I interview an American Photographer in Kramatorsk about life under bombs: “The civilians are dying here and something needs to happen to stop it”

5 July 2014 — Vera Graziadei

Early this morning I call Italian writer Christian Malaparte, who’s been in Kramatorsk with American photographer Patrick Lancaster. For the last five days, they’ve been living through heavy bombing and shelling, done by the Ukrainian army. Patrick has a lot of evidence that the army is targeting civilians and civilian homes on purpose, thereby committing gross war crimes.

Vera: How are you and Christian getting on there?

Patrick: Well, there is a little bit of confusion right now. We were – about half an hour ago – woken up by the hotel staff, the one person that have been staffing the hotel,  and they told us that officially hotel is now closed, but they said we are welcome to stay as long as we want. They told us that there’s an impression in the town that later on today the Ukrainian military will be moving into the town and will take in heavy equipment.

V: So are you staying or leaving?

P: I think we are going to be staying for a while. The bombing started about five days ago. We’ve been here almost a week now. Five days ago it started in the evening. And for the last five days every day and night, the majority of time, there’s been shelling of the city. And last night there’s been really a lot of shelling between the hours of 11pm till 3am, but it sounded not quite like the days before, it sounded – i’m not really an expert on the sounds of the shells and bombs – but it sounded like it could have been a different type of ammunition, because it was a much more broader sound.

V: Oh, my God!

P: But yeah, we are going to stay here. We are actually trying to talk to the security companies here to organise us some bullet proof vests and then, once we got that organised, we are going to be going out and observing the damage and seeing if we can actually find out what’s going on.

V: Are there self-defence forces inside the city as well?

P: Yes, yes, for sure. They are in the city and they are very active this morning. We can see them walking back and forth in front of the hotel. Basically, we are in the centre of the city, in the **** Hotel (I removed the name for safety), and near the centre there are at least two different militia compounds. It’s kind of their headquarters. There are a few others throughout the city, but here are the two main ones, I believe.

It’s kind of strange, because in the last five days of the bombing and shelling, we haven’t seen a single militia compound that has actually been hit. Every building that we’ve seen been hit by the Ukrainian mortars have been civilian buildings. We personally seen at least over 40 different civilian buildings bombed, that includes a school, an orphanage – we were in an orphanage the day before yesterday that was hit – and the very many large apartment buildings, like the very big apartment buildings have been hit . Some of the apartment buildings – it’s not like the Ukrainian army miss-aimed or something like this – the same buildings when they are bombed, they hit them very hard. We spoke to one woman who said that in the night a few days ago her apartment building was hit with ten different mortars.

V: Do you think they are targeting civilian buildings on purpose?

P: Well, if they are not targeting the civilian buildings, then I can’t see how incompetent someone can be as a military force or battalion. If they are not actually targeting the civilians…They are only hitting the civilians! Then it would be children playing with the mortars. I mean, children could possibly aim better than this, because they are not hitting any military buildings, they are just hitting the civilians.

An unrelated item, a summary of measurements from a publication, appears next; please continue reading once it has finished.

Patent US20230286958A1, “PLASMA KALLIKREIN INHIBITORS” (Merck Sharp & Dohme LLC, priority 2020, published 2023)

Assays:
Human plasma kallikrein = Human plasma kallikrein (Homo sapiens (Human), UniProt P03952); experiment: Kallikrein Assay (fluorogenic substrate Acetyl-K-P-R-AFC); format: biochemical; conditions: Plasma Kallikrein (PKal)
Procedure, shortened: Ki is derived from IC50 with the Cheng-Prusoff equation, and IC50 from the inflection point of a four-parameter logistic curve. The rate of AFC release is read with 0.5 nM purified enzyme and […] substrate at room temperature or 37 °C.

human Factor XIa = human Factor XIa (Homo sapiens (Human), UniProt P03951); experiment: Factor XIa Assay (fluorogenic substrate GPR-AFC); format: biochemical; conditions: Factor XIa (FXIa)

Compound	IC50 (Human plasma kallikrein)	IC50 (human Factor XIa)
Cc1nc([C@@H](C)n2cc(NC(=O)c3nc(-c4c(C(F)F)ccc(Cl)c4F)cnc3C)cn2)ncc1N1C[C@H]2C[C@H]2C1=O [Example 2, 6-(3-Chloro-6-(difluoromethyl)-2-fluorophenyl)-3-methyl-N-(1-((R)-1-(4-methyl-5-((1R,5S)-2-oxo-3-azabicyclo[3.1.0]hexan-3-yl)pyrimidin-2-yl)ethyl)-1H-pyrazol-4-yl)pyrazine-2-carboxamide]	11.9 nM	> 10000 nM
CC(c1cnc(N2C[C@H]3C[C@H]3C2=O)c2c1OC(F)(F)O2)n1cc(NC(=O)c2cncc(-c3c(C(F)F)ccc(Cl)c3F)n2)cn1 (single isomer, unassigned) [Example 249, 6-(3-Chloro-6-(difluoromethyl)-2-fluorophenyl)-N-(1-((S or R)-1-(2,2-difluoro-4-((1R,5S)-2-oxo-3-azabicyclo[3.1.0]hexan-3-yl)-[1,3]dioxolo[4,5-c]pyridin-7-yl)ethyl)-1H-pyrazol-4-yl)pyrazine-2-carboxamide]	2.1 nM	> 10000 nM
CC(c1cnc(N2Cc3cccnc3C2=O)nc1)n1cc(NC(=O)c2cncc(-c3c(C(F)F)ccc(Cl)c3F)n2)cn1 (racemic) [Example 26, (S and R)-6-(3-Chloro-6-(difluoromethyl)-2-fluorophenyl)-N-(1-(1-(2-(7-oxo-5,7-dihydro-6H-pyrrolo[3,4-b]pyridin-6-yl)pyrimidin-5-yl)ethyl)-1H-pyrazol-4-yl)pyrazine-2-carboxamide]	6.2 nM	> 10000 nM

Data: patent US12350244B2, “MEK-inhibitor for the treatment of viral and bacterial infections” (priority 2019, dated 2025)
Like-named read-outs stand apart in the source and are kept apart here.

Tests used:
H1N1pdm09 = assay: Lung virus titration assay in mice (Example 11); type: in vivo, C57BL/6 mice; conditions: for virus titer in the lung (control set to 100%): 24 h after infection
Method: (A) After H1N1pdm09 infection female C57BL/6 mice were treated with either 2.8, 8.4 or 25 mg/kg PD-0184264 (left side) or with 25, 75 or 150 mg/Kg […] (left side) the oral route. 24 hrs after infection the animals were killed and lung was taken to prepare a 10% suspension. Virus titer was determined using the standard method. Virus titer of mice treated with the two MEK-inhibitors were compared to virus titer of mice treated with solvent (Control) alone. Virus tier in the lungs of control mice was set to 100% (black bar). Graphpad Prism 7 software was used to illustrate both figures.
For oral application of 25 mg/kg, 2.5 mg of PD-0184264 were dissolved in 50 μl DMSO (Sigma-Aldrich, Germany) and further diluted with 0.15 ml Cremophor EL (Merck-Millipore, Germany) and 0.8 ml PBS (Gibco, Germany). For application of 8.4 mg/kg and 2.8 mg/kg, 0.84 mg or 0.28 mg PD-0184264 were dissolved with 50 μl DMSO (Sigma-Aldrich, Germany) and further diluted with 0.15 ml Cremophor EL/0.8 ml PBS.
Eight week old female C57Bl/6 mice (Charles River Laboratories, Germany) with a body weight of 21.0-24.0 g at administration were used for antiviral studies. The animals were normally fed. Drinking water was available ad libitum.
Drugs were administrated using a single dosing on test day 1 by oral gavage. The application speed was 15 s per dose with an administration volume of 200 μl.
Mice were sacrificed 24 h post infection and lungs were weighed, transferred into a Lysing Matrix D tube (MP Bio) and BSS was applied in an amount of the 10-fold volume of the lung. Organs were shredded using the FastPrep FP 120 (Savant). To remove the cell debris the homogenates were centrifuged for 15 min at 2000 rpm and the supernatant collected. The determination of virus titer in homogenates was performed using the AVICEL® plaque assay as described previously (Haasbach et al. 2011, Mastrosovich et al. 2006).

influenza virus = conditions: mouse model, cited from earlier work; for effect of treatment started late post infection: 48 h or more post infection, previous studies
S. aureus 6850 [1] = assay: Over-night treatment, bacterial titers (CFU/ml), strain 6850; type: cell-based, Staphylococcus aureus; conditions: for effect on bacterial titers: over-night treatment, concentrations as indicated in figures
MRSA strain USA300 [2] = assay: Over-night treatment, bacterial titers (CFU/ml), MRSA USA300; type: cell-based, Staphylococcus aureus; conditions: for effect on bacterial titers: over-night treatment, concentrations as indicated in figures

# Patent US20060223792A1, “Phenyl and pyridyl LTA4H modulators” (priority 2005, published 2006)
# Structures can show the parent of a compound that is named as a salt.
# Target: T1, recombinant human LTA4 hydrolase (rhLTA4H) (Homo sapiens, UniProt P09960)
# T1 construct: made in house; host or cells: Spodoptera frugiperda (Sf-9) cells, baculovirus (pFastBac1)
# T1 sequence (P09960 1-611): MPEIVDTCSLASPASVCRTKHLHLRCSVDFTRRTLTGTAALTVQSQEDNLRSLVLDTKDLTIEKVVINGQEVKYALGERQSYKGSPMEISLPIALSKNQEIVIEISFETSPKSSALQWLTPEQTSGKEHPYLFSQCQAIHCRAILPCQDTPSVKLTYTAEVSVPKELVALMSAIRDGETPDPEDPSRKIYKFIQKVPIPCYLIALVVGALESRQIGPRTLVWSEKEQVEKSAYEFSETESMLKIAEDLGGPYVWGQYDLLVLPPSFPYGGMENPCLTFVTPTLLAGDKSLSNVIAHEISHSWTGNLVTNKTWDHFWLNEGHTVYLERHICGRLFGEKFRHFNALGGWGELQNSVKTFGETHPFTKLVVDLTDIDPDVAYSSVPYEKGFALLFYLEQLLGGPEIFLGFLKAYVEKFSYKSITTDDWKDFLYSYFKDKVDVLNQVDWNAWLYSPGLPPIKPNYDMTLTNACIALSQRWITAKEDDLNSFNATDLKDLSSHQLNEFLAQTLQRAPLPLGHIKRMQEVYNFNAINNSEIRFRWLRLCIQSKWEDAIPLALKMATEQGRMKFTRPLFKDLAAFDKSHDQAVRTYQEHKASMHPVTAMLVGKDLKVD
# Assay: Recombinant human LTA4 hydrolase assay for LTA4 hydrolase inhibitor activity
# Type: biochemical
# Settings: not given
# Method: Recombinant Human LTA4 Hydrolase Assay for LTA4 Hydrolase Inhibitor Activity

V: Are there many casualties, Patrick?

P: I know there are casualties, but we haven’t been able to get an exact number on casualties. It’s been hard to get information about that. But there have been casualties. Some of the apartment building we have gone to – there have been trails of blood. Early in the week there’s been a city bus that was hit and I believe there’s been five killed there. For sure, there’s been others killed, but I just don’t know the totals.

I think last night has been the heaviest night of shelling, so there’s probably going to be many more casualties today. And right now… the streets – I’m looking out of the window of the hotel – the streets are very full: there are four militia men, DNR men, outside right now.

V: What are they doing?

P: They just keep walking back and forth. I think they are preparing for what might happen today.

V: Are there many civilians still in the town?

P: Yes, there are definitely many civilians.

V: So how do they, and you, survive all this shelling that has been going on for almost a week?

P: When the shelling starts, everyone – a siren goes off in the city or several sirens – the people go down to their cellars and stay there until the bombing stops.

V: That’s terrible. What about food and water? How is the town doing in terms of provisions?

P: There is food and water in the markets, but I think the major problem is that most of the day, while there’s shelling, everything is closed. In the evening it’s very hard to get to the markets. But the major problem for the people here is the money. Many of the businesses are closed, so no one here has income, so they cannot afford to buy groceries, even though there might be groceries in the market.

V: Are there any humanitarian organisations at all that are helping people out?

P: The only time we’ve seen a situation like this was in the centre, the main park, where some sort of humanitarian aid was going on. They were giving baby formula to mothers with their babies’ birth certificates, to prove that they have a baby. But that’s the only aid that we’ve seen here.

And another thing is…I believe that at least half of the city is without the electricity, because the hotel that we are in is ********* (removed info for safety) and when we first came we could see the lights at night throughout the city and now one half of the city is totally black.

V: Are people free to leave, if the want to?

P: As of yesterday, I know the buses were still running and I believe they are still running this morning, but not 100% on that.

But, in an addition to civilian homes that have been hit, they are targeting the infrastructure of the town as well. Sometimes the water doesn’t work, because I believe they’ve hit some of the water pumping stations. Yesterday afternoon we went to a gas station that was hit… Actually, it was twice the day prior – once in the afternoon and once in the evening.

The vast majority of the shelling has hit civilian homes.

V: Why do you think they are targeting civilians? It’s a war crime, isn’t it?